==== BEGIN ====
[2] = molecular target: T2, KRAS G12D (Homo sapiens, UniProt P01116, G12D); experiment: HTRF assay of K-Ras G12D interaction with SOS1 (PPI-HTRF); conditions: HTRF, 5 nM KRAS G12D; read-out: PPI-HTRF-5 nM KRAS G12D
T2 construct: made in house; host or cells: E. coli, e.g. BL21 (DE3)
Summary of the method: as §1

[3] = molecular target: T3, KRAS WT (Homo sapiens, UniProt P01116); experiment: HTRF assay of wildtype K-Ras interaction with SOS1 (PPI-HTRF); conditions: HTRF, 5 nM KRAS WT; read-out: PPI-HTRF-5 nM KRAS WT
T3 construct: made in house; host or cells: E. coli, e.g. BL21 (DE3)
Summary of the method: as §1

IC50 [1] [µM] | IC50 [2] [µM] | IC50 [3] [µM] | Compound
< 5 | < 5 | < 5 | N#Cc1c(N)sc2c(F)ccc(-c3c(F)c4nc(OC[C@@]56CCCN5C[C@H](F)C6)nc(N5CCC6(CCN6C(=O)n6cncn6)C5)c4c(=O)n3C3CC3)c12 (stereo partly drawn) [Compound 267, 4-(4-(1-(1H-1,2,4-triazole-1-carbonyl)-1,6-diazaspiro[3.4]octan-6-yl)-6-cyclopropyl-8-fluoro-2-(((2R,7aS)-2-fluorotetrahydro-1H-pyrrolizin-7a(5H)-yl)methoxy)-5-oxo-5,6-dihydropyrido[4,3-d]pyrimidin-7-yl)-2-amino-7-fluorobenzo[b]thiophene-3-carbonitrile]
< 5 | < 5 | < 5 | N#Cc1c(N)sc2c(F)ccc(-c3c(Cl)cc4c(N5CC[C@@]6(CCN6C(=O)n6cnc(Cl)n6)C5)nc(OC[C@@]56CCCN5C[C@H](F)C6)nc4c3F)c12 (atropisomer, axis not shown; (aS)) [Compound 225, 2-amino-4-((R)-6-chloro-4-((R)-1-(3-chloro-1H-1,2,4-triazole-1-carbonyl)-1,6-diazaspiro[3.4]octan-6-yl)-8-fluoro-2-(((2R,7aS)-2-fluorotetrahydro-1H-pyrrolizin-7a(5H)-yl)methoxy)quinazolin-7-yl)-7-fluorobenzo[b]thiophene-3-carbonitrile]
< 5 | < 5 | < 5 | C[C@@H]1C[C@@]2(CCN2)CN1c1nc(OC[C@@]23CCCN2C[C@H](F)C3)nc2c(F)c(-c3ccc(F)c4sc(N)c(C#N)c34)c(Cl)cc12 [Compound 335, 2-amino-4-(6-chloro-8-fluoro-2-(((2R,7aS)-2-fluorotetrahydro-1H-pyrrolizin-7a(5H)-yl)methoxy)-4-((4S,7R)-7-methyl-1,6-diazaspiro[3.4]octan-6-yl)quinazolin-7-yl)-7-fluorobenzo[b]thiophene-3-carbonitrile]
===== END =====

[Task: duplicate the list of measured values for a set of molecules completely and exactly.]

[2] = molecular target: T2, KRAS G12D (Homo sapiens, UniProt P01116, G12D); experiment: HTRF assay of K-Ras G12D interaction with SOS1 (PPI-HTRF); conditions: HTRF, 5 nM KRAS G12D; read-out: PPI-HTRF-5 nM KRAS G12D
T2 construct: made in house; host or cells: E. coli, e.g. BL21 (DE3)
Summary of the method: as §1

[3] = molecular target: T3, KRAS WT (Homo sapiens, UniProt P01116); experiment: HTRF assay of wildtype K-Ras interaction with SOS1 (PPI-HTRF); conditions: HTRF, 5 nM KRAS WT; read-out: PPI-HTRF-5 nM KRAS WT
T3 construct: made in house; host or cells: E. coli, e.g. BL21 (DE3)
Summary of the method: as §1

IC50 [1] [µM] | IC50 [2] [µM] | IC50 [3] [µM] | Compound
< 5 | < 5 | < 5 | N#Cc1c(N)sc2c(F)ccc(-c3c(F)c4nc(OC[C@@]56CCCN5C[C@H](F)C6)nc(N5CCC6(CCN6C(=O)n6cncn6)C5)c4c(=O)n3C3CC3)c12 (stereo partly drawn) [Compound 267, 4-(4-(1-(1H-1,2,4-triazole-1-carbonyl)-1,6-diazaspiro[3.4]octan-6-yl)-6-cyclopropyl-8-fluoro-2-(((2R,7aS)-2-fluorotetrahydro-1H-pyrrolizin-7a(5H)-yl)methoxy)-5-oxo-5,6-dihydropyrido[4,3-d]pyrimidin-7-yl)-2-amino-7-fluorobenzo[b]thiophene-3-carbonitrile]
< 5 | < 5 | < 5 | N#Cc1c(N)sc2c(F)ccc(-c3c(Cl)cc4c(N5CC[C@@]6(CCN6C(=O)n6cnc(Cl)n6)C5)nc(OC[C@@]56CCCN5C[C@H](F)C6)nc4c3F)c12 (atropisomer, axis not shown; (aS)) [Compound 225, 2-amino-4-((R)-6-chloro-4-((R)-1-(3-chloro-1H-1,2,4-triazole-1-carbonyl)-1,6-diazaspiro[3.4]octan-6-yl)-8-fluoro-2-(((2R,7aS)-2-fluorotetrahydro-1H-pyrrolizin-7a(5H)-yl)methoxy)quinazolin-7-yl)-7-fluorobenzo[b]thiophene-3-carbonitrile]
< 5 | < 5 | < 5 | C[C@@H]1C[C@@]2(CCN2)CN1c1nc(OC[C@@]23CCCN2C[C@H](F)C3)nc2c(F)c(-c3ccc(F)c4sc(N)c(C#N)c34)c(Cl)cc12 [Compound 335, 2-amino-4-(6-chloro-8-fluoro-2-(((2R,7aS)-2-fluorotetrahydro-1H-pyrrolizin-7a(5H)-yl)methoxy)-4-((4S,7R)-7-methyl-1,6-diazaspiro[3.4]octan-6-yl)quinazolin-7-yl)-7-fluorobenzo[b]thiophene-3-carbonitrile]